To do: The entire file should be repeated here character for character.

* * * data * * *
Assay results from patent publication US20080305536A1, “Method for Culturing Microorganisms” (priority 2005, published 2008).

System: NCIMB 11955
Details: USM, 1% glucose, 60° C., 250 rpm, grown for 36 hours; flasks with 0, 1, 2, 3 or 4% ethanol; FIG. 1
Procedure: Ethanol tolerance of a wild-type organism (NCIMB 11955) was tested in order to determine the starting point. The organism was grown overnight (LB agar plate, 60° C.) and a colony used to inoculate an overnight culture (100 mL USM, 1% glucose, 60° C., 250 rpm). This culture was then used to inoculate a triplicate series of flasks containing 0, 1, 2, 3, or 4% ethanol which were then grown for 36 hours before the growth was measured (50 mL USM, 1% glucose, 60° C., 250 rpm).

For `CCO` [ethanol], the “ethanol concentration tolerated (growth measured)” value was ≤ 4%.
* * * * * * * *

Assay results from patent publication US20080305536A1, “Method for Culturing Microorganisms” (priority 2005, published 2008).

System: NCIMB 11955
Details: USM, 1% glucose, 60° C., 250 rpm, grown for 36 hours; flasks with 0, 1, 2, 3 or 4% ethanol; FIG. 1
Procedure: Ethanol tolerance of a wild-type organism (NCIMB 11955) was tested in order to determine the starting point. The organism was grown overnight (LB agar plate, 60° C.) and a colony used to inoculate an overnight culture (100 mL USM, 1% glucose, 60° C., 250 rpm). This culture was then used to inoculate a triplicate series of flasks containing 0, 1, 2, 3, or 4% ethanol which were then grown for 36 hours before the growth was measured (50 mL USM, 1% glucose, 60° C., 250 rpm).

For `CCO` [ethanol], the “ethanol concentration tolerated (growth measured)” value was ≤ 4%.